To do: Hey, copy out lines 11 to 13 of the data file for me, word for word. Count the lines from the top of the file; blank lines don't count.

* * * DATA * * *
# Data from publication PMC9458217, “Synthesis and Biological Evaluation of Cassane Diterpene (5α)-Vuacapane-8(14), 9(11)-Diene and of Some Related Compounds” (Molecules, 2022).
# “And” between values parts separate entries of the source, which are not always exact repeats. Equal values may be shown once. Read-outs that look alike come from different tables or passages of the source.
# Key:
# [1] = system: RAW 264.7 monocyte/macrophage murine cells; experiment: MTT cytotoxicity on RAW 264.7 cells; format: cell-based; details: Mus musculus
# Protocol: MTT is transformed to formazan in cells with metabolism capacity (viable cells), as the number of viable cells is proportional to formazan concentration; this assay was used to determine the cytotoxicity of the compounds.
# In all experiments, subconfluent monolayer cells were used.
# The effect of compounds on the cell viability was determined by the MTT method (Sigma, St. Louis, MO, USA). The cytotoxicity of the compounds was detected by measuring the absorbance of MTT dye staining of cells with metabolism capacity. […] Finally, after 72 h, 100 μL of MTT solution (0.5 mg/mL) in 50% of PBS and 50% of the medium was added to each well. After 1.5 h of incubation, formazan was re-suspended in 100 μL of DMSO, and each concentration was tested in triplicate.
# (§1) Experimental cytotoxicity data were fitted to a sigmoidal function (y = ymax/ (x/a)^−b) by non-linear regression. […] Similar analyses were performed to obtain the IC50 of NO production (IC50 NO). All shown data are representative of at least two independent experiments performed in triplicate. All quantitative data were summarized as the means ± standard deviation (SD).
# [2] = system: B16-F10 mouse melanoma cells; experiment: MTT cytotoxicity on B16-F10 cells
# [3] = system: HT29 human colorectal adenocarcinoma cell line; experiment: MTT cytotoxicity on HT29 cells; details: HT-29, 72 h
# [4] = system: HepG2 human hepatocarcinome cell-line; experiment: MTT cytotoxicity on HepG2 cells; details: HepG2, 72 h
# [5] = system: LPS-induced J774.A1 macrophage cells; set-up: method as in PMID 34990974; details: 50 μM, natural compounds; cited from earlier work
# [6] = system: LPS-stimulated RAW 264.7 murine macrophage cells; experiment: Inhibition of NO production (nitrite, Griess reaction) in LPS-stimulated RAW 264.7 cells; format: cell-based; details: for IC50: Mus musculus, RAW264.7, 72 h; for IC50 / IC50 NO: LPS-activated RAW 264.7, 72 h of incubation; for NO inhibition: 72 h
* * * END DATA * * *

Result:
# [4] = system: HepG2 human hepatocarcinome cell-line; experiment: MTT cytotoxicity on HepG2 cells; details: HepG2, 72 h
# [5] = system: LPS-induced J774.A1 macrophage cells; set-up: method as in PMID 34990974; details: 50 μM, natural compounds; cited from earlier work
# [6] = system: LPS-stimulated RAW 264.7 murine macrophage cells; experiment: Inhibition of NO production (nitrite, Griess reaction) in LPS-stimulated RAW 264.7 cells; format: cell-based; details: for IC50: Mus musculus, RAW264.7, 72 h; for IC50 / IC50 NO: LPS-activated RAW 264.7, 72 h of incubation; for NO inhibition: 72 h